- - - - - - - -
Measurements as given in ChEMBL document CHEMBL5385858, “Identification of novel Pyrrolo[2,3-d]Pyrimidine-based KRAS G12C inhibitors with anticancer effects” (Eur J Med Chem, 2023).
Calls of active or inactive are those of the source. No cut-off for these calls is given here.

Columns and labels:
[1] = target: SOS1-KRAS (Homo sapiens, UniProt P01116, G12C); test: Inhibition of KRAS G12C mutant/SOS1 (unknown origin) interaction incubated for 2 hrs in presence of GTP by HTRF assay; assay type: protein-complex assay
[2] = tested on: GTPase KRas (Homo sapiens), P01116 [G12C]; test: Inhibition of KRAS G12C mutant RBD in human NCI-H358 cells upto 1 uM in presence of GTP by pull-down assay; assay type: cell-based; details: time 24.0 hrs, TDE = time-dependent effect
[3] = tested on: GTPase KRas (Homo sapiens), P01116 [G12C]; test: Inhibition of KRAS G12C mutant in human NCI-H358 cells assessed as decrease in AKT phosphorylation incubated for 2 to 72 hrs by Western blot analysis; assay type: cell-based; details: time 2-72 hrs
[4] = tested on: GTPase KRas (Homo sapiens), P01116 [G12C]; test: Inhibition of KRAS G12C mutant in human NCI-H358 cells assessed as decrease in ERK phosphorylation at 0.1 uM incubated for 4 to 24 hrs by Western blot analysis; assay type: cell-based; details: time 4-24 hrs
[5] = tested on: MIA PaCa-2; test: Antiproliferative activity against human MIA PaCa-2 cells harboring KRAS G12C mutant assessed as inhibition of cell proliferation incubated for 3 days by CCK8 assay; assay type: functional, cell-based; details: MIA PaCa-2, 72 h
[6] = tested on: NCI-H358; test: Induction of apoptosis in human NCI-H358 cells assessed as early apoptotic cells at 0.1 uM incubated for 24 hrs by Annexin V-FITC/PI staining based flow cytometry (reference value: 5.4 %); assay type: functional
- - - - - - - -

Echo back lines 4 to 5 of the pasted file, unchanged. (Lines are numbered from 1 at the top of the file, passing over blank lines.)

[1] = target: SOS1-KRAS (Homo sapiens, UniProt P01116, G12C); test: Inhibition of KRAS G12C mutant/SOS1 (unknown origin) interaction incubated for 2 hrs in presence of GTP by HTRF assay; assay type: protein-complex assay
[2] = tested on: GTPase KRas (Homo sapiens), P01116 [G12C]; test: Inhibition of KRAS G12C mutant RBD in human NCI-H358 cells upto 1 uM in presence of GTP by pull-down assay; assay type: cell-based; details: time 24.0 hrs, TDE = time-dependent effect